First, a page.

Google Considers Adding +1 Data to Its Search Method

Google's +1 button has thus far had only a minor impact on your search results. Expect that to change soon.

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There are more than 200 different "signals" that Google takes into account when ranking the results of a search, and now it is considering adding one more: data collected from the +1 button on a given page. In an email to Wired, a Google spokesperson explained, "The purpose of any ranking signal is to improve overall search quality. For +1's and other social ranking signals, as with any new ranking signal, we'll be starting carefully and learning how those signals are related to quality."

Google's +1 has been appearing in search results ever since the button debuted in March. Since then, if your search returned a site a contact of yours had +1ed, your friend's picture would appear alongside the site's URL, but +1s did not have an effect on which pages the search returned and in what order they appeared. This new report confirms that Google is planning to change that.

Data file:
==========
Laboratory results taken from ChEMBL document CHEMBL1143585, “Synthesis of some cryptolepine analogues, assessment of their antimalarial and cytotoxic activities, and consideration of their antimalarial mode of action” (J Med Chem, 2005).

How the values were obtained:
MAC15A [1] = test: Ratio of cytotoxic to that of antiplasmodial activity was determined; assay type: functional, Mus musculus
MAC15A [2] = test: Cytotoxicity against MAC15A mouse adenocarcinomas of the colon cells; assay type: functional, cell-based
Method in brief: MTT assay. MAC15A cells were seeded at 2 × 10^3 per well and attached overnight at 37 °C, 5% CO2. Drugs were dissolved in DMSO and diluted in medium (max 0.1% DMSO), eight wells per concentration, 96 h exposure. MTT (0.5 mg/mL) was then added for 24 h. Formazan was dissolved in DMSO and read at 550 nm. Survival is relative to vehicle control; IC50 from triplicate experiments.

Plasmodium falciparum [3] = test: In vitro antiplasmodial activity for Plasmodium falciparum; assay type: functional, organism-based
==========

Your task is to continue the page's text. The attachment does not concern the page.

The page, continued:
This isn't Google's first foray into rolling some socially sourced data into its search results. Up until earlier this summer, Google search results displayed real-time updates collated from Twitter. But the integration with Google+ may put the search giant on less certain legal footing that the Twitter partnership did, if regulators believe that Google "is unfairly using its search engine might to boost its Facebook alternative," writes Ryan Singel in Wired.

The data provided by +1s is too good for Google to pass up -- real human qualitative assessments of countless webpages. But +1s, just like nearly any data Google could use in its algorithm, are vulnerable to manipulation. That was true even before +1s gained the important ability to affect a site's PageRank. As Alexis Madrigal noted soon after Google+ rolled out, one SEO shop had taken to selling +1s on its site -- just 50 for $10. With +1s gaining importance, prices may be on the rise.

Image: Google.

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Rebecca J. Rosen is a senior editor at The Atlantic, where she oversees the Business Channel. She was previously an associate editor at The Wilson Quarterly.

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